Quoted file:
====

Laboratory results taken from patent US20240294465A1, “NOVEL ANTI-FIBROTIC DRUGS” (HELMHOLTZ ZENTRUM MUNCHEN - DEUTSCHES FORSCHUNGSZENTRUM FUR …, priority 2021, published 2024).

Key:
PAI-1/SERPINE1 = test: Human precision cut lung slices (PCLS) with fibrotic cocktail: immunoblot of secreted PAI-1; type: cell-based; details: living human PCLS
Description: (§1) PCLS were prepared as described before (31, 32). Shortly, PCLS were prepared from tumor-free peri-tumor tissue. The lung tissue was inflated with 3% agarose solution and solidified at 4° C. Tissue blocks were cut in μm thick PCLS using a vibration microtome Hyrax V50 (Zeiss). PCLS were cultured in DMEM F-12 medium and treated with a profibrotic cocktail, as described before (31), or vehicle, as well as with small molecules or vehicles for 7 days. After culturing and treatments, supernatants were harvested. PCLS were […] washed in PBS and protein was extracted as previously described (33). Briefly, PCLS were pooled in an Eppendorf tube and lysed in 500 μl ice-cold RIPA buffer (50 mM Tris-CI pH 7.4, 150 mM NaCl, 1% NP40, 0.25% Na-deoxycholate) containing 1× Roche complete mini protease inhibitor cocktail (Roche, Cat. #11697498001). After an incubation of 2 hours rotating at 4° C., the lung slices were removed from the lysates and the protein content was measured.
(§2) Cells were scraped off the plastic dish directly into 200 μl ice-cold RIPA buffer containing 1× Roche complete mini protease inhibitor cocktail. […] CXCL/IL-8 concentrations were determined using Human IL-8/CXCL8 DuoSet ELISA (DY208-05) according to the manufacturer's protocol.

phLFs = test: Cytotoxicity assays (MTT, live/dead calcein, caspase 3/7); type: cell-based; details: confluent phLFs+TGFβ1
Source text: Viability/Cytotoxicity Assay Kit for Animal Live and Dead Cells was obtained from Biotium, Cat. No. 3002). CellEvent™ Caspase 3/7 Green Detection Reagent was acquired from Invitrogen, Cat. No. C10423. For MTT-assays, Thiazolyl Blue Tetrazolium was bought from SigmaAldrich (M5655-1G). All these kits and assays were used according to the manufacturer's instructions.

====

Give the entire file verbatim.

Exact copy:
Laboratory results taken from patent US20240294465A1, “NOVEL ANTI-FIBROTIC DRUGS” (HELMHOLTZ ZENTRUM MUNCHEN - DEUTSCHES FORSCHUNGSZENTRUM FUR …, priority 2021, published 2024).

Key:
PAI-1/SERPINE1 = test: Human precision cut lung slices (PCLS) with fibrotic cocktail: immunoblot of secreted PAI-1; type: cell-based; details: living human PCLS
Description: (§1) PCLS were prepared as described before (31, 32). Shortly, PCLS were prepared from tumor-free peri-tumor tissue. The lung tissue was inflated with 3% agarose solution and solidified at 4° C. Tissue blocks were cut in μm thick PCLS using a vibration microtome Hyrax V50 (Zeiss). PCLS were cultured in DMEM F-12 medium and treated with a profibrotic cocktail, as described before (31), or vehicle, as well as with small molecules or vehicles for 7 days. After culturing and treatments, supernatants were harvested. PCLS were […] washed in PBS and protein was extracted as previously described (33). Briefly, PCLS were pooled in an Eppendorf tube and lysed in 500 μl ice-cold RIPA buffer (50 mM Tris-CI pH 7.4, 150 mM NaCl, 1% NP40, 0.25% Na-deoxycholate) containing 1× Roche complete mini protease inhibitor cocktail (Roche, Cat. #11697498001). After an incubation of 2 hours rotating at 4° C., the lung slices were removed from the lysates and the protein content was measured.
(§2) Cells were scraped off the plastic dish directly into 200 μl ice-cold RIPA buffer containing 1× Roche complete mini protease inhibitor cocktail. […] CXCL/IL-8 concentrations were determined using Human IL-8/CXCL8 DuoSet ELISA (DY208-05) according to the manufacturer's protocol.

phLFs = test: Cytotoxicity assays (MTT, live/dead calcein, caspase 3/7); type: cell-based; details: confluent phLFs+TGFβ1
Source text: Viability/Cytotoxicity Assay Kit for Animal Live and Dead Cells was obtained from Biotium, Cat. No. 3002). CellEvent™ Caspase 3/7 Green Detection Reagent was acquired from Invitrogen, Cat. No. C10423. For MTT-assays, Thiazolyl Blue Tetrazolium was bought from SigmaAldrich (M5655-1G). All these kits and assays were used according to the manufacturer's instructions.